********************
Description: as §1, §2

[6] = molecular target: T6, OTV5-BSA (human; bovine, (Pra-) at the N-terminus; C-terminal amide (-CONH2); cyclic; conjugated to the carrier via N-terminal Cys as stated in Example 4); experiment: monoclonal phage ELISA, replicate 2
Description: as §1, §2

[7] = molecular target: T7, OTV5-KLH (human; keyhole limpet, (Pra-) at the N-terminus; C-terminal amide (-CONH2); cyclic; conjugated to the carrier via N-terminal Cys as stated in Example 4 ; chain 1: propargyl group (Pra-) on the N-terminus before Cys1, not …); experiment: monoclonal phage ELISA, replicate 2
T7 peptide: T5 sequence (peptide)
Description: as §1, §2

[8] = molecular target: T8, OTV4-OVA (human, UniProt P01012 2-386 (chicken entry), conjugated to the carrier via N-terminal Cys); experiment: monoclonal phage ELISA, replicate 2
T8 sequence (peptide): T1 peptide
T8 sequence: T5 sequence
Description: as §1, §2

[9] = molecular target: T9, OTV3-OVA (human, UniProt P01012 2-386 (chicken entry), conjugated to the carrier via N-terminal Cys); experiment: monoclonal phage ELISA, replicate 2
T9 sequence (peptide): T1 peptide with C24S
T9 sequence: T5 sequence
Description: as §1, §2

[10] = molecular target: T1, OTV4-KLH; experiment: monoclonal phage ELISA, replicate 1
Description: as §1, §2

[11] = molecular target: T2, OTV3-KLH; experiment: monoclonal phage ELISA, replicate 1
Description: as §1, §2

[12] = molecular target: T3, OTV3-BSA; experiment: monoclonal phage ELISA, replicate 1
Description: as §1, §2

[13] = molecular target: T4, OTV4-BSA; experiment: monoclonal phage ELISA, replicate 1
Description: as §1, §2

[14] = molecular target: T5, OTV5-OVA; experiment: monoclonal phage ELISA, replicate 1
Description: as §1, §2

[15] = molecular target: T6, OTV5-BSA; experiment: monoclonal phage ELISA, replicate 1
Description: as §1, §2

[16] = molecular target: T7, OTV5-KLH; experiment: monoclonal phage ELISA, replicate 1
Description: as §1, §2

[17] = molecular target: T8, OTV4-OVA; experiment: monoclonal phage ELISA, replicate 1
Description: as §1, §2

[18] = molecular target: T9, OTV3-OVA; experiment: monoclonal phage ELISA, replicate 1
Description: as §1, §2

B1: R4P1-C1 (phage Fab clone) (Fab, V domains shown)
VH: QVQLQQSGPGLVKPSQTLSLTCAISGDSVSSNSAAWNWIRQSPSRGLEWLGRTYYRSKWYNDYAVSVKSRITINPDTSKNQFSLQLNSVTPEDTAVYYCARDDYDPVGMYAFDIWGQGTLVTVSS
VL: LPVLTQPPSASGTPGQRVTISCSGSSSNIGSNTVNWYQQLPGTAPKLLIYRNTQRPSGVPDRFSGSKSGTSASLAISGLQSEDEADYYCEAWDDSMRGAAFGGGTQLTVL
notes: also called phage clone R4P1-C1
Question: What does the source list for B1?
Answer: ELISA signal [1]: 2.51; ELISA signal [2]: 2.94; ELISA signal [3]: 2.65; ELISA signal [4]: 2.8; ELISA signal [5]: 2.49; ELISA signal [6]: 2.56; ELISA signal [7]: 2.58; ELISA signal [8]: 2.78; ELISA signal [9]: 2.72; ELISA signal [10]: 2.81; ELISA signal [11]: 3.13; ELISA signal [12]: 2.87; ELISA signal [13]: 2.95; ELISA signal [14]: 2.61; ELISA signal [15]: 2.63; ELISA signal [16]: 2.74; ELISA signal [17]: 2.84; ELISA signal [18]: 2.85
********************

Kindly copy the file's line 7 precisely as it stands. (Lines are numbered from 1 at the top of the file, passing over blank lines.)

[8] = molecular target: T8, OTV4-OVA (human, UniProt P01012 2-386 (chicken entry), conjugated to the carrier via N-terminal Cys); experiment: monoclonal phage ELISA, replicate 2